Author Archive

Multi-needle Monday: Applique Sea Life Designs

Yay! It’s finally summer! If you are like me, you are probably searching for quick and festive items to sell to your customers. Even if you use your multi-needle embroidery machine for gift giving, quick to stitch designs are always welcome. Some of my favorite designs are appliqué. Applique designs add a lot of punch with the high stitch count. It’s easy to change the look of a design by switching fabrics. Did you know most quilt designs can easily be transformed into an appliqué? I love using my edited quilt designs on t-shirts, tote bags, baby onsies and athletic wear.

sea life cover1BLsea life pillowsBL

I selected the sea turtle block design included in the Stipple! Sea Life Collection, to be stitched on a child’s t-shirt. The original design has beautiful stippling that surrounds the sea turtle. In my embroidery software I deleted the stippling portion of the design and saved it as a new design. I also printed a paper template so I could easily position the design on a child’s t-shirt. turtle finalBLOne great feature of the Stipple! Collection is that all trimming is done after the embroidery is complete.stippleimage1BLstippleimage2BL

My go to stabilizer for t-shirts is a poly mesh or no-show mesh fusible cut away stabilizer. Cut the stabilizer bigger than the hoop you plan to use. To position your embroidery properly on a child’s t-shirt, use the Children’s Perfect Placement Kit. Included in the kit are 16 clear plastic templates labeled for a number of baby and children’s accessories and clothing. Use the center front template for a child’s t-shirt. Remember ark the center with a target sticker and remove the template. turtle tshirt1BLBecause the design features a bean stitch instead of the usual satin stitch to finish the edges, I use wonder under to the wrong side of the appliqué fabric. Remember to trim the excess fabric and fuse the appliqué design after embroidery.

I love to simplify the task of hooping t-shirts, I find using the Monster Snap hoop for multi-needle embroidery machines the quickest and most efficient way. After the target sticker has been positioned with the template, slide the bottom teal frame of the Monster Snap Hoop (5×7 was used for this project) inside the t-shirt body. Attach the top metal frame and smooth the fabric as needed. Always flip the hoop over and make sure the stabilizer is positioned within the frame top and bottom.MSH BL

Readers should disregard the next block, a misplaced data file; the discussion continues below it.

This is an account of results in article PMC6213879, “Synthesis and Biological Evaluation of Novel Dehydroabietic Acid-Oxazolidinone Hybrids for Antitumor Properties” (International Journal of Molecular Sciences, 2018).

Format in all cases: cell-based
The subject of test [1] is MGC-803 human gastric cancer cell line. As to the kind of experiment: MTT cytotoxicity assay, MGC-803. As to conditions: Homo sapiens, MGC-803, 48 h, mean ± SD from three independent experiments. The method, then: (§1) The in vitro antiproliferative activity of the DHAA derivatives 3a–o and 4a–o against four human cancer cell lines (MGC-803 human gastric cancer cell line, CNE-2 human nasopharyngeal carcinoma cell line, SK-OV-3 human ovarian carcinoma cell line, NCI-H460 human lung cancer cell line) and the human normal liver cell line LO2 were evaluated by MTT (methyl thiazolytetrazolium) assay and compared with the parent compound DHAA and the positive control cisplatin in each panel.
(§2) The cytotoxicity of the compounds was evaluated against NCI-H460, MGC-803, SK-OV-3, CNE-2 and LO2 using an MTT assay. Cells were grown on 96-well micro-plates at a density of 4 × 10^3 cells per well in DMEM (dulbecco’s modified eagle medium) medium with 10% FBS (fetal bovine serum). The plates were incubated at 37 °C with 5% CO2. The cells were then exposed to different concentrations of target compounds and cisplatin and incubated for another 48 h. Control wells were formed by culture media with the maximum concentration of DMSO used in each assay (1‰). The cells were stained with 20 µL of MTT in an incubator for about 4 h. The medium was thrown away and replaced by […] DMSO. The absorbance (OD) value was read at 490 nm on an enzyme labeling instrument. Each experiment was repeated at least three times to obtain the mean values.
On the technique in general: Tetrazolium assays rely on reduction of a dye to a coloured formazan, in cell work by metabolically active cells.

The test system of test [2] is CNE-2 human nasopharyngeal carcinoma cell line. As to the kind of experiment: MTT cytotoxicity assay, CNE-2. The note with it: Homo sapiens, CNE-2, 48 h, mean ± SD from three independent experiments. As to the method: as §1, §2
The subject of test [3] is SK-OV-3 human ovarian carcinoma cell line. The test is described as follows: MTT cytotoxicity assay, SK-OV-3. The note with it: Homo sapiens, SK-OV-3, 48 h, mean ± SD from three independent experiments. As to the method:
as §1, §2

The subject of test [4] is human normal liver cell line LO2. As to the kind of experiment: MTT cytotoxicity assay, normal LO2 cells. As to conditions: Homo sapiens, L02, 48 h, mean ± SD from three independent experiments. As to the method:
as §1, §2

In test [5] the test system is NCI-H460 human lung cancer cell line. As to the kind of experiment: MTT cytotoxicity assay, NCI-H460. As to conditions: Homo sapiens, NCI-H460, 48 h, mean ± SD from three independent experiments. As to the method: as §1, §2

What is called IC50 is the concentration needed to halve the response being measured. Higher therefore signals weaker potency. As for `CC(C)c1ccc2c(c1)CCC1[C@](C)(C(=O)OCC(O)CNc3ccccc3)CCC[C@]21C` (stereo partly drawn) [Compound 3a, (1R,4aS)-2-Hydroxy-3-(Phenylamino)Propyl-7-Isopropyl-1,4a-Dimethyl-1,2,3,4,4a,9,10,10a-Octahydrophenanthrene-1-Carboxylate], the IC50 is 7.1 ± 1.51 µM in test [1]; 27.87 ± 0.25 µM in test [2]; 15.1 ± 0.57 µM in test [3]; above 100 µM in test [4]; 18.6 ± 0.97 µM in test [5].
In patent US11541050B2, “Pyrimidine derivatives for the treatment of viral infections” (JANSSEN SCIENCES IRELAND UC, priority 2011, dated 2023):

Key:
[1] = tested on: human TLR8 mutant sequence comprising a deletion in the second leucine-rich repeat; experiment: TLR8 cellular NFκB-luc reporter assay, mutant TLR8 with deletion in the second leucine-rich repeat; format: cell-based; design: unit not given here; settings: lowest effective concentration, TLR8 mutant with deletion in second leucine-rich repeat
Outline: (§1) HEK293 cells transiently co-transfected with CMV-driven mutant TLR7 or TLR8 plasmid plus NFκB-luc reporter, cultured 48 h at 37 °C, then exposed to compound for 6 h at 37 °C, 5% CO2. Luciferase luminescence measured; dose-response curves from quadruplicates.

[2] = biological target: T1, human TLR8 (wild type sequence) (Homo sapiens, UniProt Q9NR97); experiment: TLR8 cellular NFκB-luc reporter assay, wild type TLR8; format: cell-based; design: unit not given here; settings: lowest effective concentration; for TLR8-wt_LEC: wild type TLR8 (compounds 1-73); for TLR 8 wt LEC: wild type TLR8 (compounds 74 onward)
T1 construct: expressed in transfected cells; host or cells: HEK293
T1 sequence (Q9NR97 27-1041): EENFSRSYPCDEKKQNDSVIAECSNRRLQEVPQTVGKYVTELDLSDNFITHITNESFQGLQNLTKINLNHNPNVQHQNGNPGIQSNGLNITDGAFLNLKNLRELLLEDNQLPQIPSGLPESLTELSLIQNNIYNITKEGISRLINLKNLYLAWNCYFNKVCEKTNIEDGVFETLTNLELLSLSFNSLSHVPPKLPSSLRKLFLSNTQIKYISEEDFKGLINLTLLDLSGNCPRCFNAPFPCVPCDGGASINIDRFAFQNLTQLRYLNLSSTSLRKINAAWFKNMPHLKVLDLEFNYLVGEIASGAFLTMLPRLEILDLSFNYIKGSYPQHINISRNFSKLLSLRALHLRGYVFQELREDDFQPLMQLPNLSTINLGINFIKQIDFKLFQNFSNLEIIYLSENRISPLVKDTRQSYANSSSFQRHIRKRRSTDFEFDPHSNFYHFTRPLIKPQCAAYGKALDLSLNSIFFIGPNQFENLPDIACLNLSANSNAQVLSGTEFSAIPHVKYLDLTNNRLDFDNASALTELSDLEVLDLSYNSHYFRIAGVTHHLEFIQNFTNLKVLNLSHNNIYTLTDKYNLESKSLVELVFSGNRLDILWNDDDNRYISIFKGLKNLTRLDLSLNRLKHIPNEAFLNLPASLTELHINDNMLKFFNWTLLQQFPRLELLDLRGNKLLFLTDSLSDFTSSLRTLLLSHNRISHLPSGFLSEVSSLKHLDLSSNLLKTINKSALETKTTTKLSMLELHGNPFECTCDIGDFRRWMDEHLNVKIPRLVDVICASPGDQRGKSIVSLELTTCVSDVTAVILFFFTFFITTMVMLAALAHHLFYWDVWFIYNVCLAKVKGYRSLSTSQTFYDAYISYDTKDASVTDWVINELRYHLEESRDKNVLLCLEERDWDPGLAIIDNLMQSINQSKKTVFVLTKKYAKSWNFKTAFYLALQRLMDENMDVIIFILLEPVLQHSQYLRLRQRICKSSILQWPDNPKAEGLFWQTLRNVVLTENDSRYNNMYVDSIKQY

Carefully attach the hoop to the machine through the neck of the t-shirt. Feel underneath the hoop for any excess fabric that could possibly be caught between the bobbin plate and hoop. Line up the needle bar with the target sticker and remove the sticker before embroidering. Stitch the design, adding fabric as instructed and trim after embroidery is complete. Turn the t-shirt wrong side out, iron the stabilizer to release the adhesive stabilizer. Trim the excess stabilizer around the embroidery design.

Enjoy your long sunny summer days and happy stitching!

Join me in my Craftsy class “How to Start a Machine Embroidery Business”. click the link below to save with a coupon.

https://www.craftsy.com/ext/MarieZinno_4963_H

Be a Part of Common Threads

Last week I promised to share more about Baby Lock’s Common Threads event with you. During our behind-the-scenes tour of Tacony (Baby Lock’s parent company), we stopped in the Baby Lock testing lab. All of Baby Lock’s machine’s are ready for a challenge – whether that’s testing a new design, tackling tricky fabric or working out the kinks on new presser feet.  Who wouldn’t love a room like this in their home?IMG_2938
If you’ve ever been in the storage area of your local dealer, you might have spotted what many call the ‘machine graveyard,’ stacks of machines that have definitely seen better days.  Not in Tacony’s warehouse, here you’ll find organized shelves of machines that are ready for use in class.IMG_2927

There’s so much more to share about the Common Threads event that Baby Lock is graciously posting the sewing  projects that we did on their website. Now you can stitch what we stitched and you can enter to win a sewlebrity swag bag!  And wow – Baby Lock has the best gifts!

You can make Evy Hawkins’s purse, Lindsay Wilkes’ pillowcase dress for Little Dresses of Africa and Sara Gallegos’s zipper purse.  We started on the top-of-the-line Destiny.DestinyBL